In the interview with Origo the question of the law on churches and religions also came up. We know that this law was squarely condemned by members of the U.S. Congress. Melia himself talked about the law before a congressional hearing a few months ago. Origo‘s reporter noted that a few hours before the interview took place János Lázár announced that parliament had abrogated the law because of concerns over its constitutionality. Melia was pleased to hear the news but cautiously remarked that he will decide whether the issue is satisfactorily settled when the revised bill is ready and signed.

Melia has every right to be cautious. Apparently, the government got wind of the fact (not terribly difficult when people like István Stumpf and István Balsai, close party associates of Viktor Orbán, are new members of the Constitutional Court) that in a couple of days the Court would announce that the law on churches and religions is unconstitutional. According to people in the know, Fidesz’s plan is to make some very slight changes and resubmit the bill within a couple of days. By the time this revised bill gets back to the Constitutional Court, the Court will not hear it since all cases that were submitted before January 1, 2011, the date the new constitution goes into effect, will be thrown out. As they say in Hungary, they all go into the shredder. Actually, the Hungarians use “kuka,” a word for a special kind of garbage truck that was introduced in Hungary from Czechoslovakia in the 1960s. Gábor Iványi, the head of the Hungarian Methodists, called the plan the product of “evil cleverness.”

Perhaps we are all wrong and a letter from a number of U.S. Congressmen will change Viktor Orbán’s mind. The letter was dated December 16. About fifteen members of Congress expressed their “deep concern about Hungary’s new ‘Law on the Right to Freedom of Conscience and Religion, and on the Status of Churches, Religions and Religious Communities.'” They are deeply troubled that “the new religion law will ‘de-register’ all but 14 of the more than 350 religious groups currently registered.” The Congressmen point out that this law “contravenes the human rights norms, standards and instruments of the European Union (EU), the Council of Europe, the Organization for Security and Cooperation in Europe (OSCE) and the United Nations, and it ignores the relevant decisions of the European Court of Human Rights.” In closing, the Congressmen urged Viktor Orbán’s “government to make substantive revisions to bring the new law into conformity with the Hungarian constitution and the international human rights instruments Hungary has signed and ratified.”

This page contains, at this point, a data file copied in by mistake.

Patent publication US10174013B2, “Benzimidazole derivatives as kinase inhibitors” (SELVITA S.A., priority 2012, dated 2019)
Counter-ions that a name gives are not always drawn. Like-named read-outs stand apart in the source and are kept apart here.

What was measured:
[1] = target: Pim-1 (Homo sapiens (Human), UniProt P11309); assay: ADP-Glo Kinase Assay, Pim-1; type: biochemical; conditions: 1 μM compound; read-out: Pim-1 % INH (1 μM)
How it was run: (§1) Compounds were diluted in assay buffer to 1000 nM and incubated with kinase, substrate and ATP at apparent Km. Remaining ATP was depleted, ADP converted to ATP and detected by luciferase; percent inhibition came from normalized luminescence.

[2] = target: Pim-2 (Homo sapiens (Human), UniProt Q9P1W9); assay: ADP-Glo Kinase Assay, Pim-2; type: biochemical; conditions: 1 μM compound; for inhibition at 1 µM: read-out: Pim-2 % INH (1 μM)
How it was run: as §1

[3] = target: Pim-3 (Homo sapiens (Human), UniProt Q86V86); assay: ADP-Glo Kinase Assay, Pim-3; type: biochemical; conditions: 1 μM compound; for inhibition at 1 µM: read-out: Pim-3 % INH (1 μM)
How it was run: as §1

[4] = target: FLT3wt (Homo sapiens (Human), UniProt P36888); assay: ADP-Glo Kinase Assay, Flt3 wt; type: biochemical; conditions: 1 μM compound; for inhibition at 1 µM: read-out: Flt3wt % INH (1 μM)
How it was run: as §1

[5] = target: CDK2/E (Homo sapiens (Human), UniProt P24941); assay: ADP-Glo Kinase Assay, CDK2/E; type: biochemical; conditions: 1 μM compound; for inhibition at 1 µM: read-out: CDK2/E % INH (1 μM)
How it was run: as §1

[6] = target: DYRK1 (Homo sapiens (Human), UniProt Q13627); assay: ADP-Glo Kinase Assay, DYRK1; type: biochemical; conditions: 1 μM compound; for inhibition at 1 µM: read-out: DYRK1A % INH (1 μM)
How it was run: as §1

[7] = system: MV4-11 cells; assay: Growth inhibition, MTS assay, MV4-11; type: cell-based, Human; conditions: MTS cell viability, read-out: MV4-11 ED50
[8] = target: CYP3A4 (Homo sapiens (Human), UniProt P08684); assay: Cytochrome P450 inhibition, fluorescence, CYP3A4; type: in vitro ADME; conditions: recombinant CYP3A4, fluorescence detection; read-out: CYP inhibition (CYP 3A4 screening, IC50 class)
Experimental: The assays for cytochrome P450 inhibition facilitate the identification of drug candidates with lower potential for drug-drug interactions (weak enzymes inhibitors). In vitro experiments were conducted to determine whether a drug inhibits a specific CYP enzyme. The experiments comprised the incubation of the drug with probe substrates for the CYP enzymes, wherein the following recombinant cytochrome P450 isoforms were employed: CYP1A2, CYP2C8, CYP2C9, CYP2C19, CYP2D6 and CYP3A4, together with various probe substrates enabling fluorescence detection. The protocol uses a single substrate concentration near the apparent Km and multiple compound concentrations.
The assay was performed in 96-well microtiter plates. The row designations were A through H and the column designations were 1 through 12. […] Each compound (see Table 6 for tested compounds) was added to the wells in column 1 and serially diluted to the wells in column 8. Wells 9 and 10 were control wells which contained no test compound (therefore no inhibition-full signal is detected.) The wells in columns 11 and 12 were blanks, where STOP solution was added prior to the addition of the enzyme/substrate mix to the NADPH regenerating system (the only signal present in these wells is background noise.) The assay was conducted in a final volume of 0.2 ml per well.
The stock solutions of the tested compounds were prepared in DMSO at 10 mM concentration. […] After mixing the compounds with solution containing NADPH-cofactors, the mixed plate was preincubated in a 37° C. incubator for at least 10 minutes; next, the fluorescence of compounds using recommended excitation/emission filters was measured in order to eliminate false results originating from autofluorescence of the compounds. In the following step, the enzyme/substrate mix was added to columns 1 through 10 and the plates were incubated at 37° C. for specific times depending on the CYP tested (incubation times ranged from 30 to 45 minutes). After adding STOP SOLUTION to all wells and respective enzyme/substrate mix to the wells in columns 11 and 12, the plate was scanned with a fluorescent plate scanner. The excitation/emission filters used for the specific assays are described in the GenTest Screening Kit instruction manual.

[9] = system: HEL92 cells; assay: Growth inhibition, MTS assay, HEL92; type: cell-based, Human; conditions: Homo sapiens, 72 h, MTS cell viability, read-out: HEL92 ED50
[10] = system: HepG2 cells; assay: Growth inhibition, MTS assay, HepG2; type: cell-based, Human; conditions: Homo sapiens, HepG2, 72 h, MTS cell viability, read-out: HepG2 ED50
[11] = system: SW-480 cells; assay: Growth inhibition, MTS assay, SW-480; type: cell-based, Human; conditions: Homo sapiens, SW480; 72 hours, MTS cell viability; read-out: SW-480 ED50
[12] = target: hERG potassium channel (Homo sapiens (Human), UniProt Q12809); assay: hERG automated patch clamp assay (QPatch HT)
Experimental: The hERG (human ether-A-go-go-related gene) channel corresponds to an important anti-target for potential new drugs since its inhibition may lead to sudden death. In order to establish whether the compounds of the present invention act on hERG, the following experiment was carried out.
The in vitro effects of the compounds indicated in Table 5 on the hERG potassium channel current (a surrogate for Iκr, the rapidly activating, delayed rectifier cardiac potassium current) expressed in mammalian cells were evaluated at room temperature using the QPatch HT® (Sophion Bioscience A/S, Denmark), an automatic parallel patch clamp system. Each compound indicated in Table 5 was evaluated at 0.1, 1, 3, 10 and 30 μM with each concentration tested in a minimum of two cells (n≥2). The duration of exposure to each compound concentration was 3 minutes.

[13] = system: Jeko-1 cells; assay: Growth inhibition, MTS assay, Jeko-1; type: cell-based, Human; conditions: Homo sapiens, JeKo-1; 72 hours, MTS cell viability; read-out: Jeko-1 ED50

What do you think will happen?

P.S. Professor Kim Lane Scheppele began a website on which she is collecting material on Hungary. I understand she will post Viviane Reding’s letter to Tibor Navracsics and also the letter of the U.S. Congressmen to Viktor Orbán. Here is the link: http://lapa.princeton.edu/newsdetail.php?ID=63

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Paul
Guest

It’s as typical as it is depressing that, with all the atrocities happening in Hungary at the moment, the one thing that gets American Congressmen excited is the limitation of the number of religions.
Civil rights? No. The economy? No. The destruction of democracy? No. The new constitution? No.
A law that dictates which forms of superstitious ceremony are recognised by the State? Oh yes, we get very worked up about that.
I thought we’d moved into the 21st century, but obviously I turned over a few pages of the calendar together eleven years ago.

Paul
Guest

Éva – I’ve just tried your HVG link and I get a weird list of news items from a year ago in basic text. I tried Googling it and got a better looking site, but still the latest news is a year old – the second headline is “Three dead in toxic sludge spill”!
Is it just me, or Has HVG stopped its English service?

Eva S. Balogh
Guest

Paul: “I’ve just tried your HVG link and I get a weird list of news items from a year ago in basic text.”
Hmmm. I tried both HVG links and they worked.

kormos
Guest

Re:.'” They are deeply troubled that “the new religion law will ‘de-register’ all but 14 of the more than 350 religious groups currently registered.”
What …350??I could not believe that there were so many useless organizations sucking the financial tits of the so called “socialist governments”.
I wonder now how many religious groups are supported by the US Government, since they are so concerned.

An
Guest

@kormos: The issue is that the government cannot support some religious groups and not others. That is discriminatory. Either it shouldn’t support any, or support all of them. The government and the law should treat all religious groups the same.
I am all for it shouldn’t support any, by the way.

Member

@Kormos “I wonder now how many religious groups are supported by the US Government”
None. And all. Unlike in Hungary none of them get direct financial contribution from the US government or from the states for that matter. But charitable non-profit organizations get tax benefits and churches qualify almost automatically for that. This tax exempt status is abused by some – scandals pop up time to time, keeping the IRS investigators busy, but many of the churches really contribute to the community.
In Hungary the problem is the money, the Mammon – the churches get money from the Hungarian state. If this wouldn’t be the case and the churches would be supported by their congregations only the whole “religious law” circus wouldn’t exist.
An is absolutely right. The state shouldn’t support any with direct financial contributions. It’s a madness. I also cannot shake off the feeling that in Hungary Orban’s state expects something in return: votes.

Paul
Guest

I don’t understand it, Éva, I’ve cleared the cache but I’m still getting headlines from a year ago.